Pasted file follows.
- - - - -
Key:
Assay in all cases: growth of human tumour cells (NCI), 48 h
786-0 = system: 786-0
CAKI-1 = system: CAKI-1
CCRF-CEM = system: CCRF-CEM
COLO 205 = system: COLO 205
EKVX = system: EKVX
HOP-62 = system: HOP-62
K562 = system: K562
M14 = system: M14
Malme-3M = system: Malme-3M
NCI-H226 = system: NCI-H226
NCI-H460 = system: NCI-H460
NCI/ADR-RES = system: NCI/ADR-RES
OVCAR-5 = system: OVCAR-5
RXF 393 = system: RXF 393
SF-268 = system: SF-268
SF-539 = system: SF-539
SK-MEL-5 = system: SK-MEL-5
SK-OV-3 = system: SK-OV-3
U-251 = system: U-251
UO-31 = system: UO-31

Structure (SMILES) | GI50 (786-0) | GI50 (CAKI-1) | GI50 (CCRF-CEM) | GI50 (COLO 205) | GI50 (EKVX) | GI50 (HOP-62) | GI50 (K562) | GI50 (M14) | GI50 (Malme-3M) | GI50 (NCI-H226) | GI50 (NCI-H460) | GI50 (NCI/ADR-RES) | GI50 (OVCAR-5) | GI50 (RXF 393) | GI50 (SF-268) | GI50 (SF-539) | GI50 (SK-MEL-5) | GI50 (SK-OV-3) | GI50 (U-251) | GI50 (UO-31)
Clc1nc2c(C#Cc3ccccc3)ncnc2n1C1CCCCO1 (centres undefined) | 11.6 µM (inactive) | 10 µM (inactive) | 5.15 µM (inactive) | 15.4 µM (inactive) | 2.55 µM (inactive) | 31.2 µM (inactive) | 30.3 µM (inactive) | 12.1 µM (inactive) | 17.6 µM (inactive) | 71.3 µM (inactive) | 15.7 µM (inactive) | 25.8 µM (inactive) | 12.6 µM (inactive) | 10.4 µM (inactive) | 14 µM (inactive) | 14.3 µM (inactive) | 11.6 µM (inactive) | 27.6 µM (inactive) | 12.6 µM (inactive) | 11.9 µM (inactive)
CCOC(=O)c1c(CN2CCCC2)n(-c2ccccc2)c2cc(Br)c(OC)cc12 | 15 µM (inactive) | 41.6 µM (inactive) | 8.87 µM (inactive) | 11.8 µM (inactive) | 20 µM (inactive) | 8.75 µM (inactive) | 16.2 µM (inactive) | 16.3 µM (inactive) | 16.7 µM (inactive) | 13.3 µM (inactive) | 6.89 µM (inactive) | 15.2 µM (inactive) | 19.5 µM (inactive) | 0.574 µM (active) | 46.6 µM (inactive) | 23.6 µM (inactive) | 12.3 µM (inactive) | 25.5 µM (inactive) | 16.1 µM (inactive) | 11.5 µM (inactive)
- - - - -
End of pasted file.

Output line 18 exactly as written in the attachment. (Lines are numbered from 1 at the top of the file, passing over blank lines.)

SF-539 = system: SF-539